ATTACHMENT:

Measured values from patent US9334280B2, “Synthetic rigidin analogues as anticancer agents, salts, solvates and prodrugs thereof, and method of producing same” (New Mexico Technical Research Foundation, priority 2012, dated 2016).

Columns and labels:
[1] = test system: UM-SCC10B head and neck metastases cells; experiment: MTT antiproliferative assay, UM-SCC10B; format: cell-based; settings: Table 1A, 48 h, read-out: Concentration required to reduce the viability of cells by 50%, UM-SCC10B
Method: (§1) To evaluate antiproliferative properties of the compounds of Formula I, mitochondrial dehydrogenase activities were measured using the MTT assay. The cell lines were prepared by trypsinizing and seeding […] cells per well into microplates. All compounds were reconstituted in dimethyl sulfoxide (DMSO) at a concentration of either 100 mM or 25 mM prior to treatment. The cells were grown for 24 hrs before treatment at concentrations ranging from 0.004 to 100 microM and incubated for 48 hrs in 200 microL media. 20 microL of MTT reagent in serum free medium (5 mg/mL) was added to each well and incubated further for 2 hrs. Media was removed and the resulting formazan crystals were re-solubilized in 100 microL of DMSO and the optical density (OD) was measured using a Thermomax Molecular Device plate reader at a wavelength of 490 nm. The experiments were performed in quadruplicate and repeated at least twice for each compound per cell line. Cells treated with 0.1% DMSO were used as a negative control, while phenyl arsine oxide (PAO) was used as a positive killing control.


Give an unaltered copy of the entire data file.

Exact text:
Measured values from patent US9334280B2, “Synthetic rigidin analogues as anticancer agents, salts, solvates and prodrugs thereof, and method of producing same” (New Mexico Technical Research Foundation, priority 2012, dated 2016).

Columns and labels:
[1] = test system: UM-SCC10B head and neck metastases cells; experiment: MTT antiproliferative assay, UM-SCC10B; format: cell-based; settings: Table 1A, 48 h, read-out: Concentration required to reduce the viability of cells by 50%, UM-SCC10B
Method: (§1) To evaluate antiproliferative properties of the compounds of Formula I, mitochondrial dehydrogenase activities were measured using the MTT assay. The cell lines were prepared by trypsinizing and seeding […] cells per well into microplates. All compounds were reconstituted in dimethyl sulfoxide (DMSO) at a concentration of either 100 mM or 25 mM prior to treatment. The cells were grown for 24 hrs before treatment at concentrations ranging from 0.004 to 100 microM and incubated for 48 hrs in 200 microL media. 20 microL of MTT reagent in serum free medium (5 mg/mL) was added to each well and incubated further for 2 hrs. Media was removed and the resulting formazan crystals were re-solubilized in 100 microL of DMSO and the optical density (OD) was measured using a Thermomax Molecular Device plate reader at a wavelength of 490 nm. The experiments were performed in quadruplicate and repeated at least twice for each compound per cell line. Cells treated with 0.1% DMSO were used as a negative control, while phenyl arsine oxide (PAO) was used as a positive killing control.